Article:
Sue Lani Madsen, a conservative guest columnist for the Spokesman Review, illustrates the “trace gas”  argument in her own Spokesman report of an NPR “On Point” Panel in which she participated on September 22, 2017. The topic was wildfires, but her fundamental denial of global warming became a glaring issue. In Ms. Madsen’s Spokesman report describing the event she wrote, “Carbon dioxide is 0.039 percent of Earth’s atmosphere, a trace gas from mostly natural sources.” A likely source of her denialist argument is the “Galileo Movement” in Australia (Galileo would be appalled). Visiting their website is eerily reminiscent of visiting the website of the Flat Earth Society. You can read a little about the Galileo Movement’s arguments and a point by point refutation in an article from Scientific American from August 16, 2011 entitled “Why Carbon Dioxide Is a Greenhouse Gas.” 

I was so riled by Ms. Madsen’s denial of basic physical fact I went looking for the original physics research. I found it in the story of the life and work of a British scientist named John Tyndall (1820-1893). Tyndall was a man from a time when men and women (See Eunice Newton Foote in wikipedia) of moderate wealth could advance basic science in home laboratories, a time when scientific discovery was the stuff of popular culture. 

The detailing of carbon dioxide as a major greenhouse gas (even when present in “trace” quantities) was simple in concept but challenging in execution. John Tyndall developed an apparatus consisting of a source of heat energy of known intensity, a tube to contain whatever gas or gas mixture Tyndall wished to study, and a device to measure the energy that passed through the gas without being absorbed. Tyndall published his experiments and results in a paper with the distinctly un-sexy name, “On the Absorption and Radiation of Heat by Gases and Vapours, and on the Physical Connexion of Radiation, Absorption, and Conduction.” You can read the actual paper here.  (See P.P.S below.) A great summary article on Tyndall’s painstaking work, courtesy of the BBC (on the occasion of the publication’s 150th anniversary) can be read here [highly recommended]. Carbon dioxide was only one of many gases Tyndall studied with his apparatus. This is physics. The results are reproducible, totally independent of denialist claims.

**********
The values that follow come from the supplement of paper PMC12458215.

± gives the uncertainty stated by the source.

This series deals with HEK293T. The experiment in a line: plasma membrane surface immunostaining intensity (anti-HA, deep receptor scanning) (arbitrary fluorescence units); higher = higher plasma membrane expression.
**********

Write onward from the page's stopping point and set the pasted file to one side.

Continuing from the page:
I “know” Tyndall’s results are true not just because I trust the story of Tyndall’s life and work, but because I trust scientists who tried to prove Tyndall wrong…and instead got the same results. (That does not keep modern day denialists from offering nonsensical polemic to cast doubt.)

Had I been brought up to believe that truth emanates only from one holy book, had I not spent much of my youth reading stories of the lives and discoveries of great scientists, I suppose I might consider a 19th century researcher untrustworthy, his experiments somehow motivated by a political or pecuniary agenda and therefor suspect, his results inconsistent with my worldview.

We learn from stories. We “know” what we know because we trust the people who tell those stories. In the case of scientific knowledge we trust not just the people, like Tyndall, who did the foundational physics experiments of atmospheric gases, we trust him because countless others since Tyndall have reproduced and refined his work.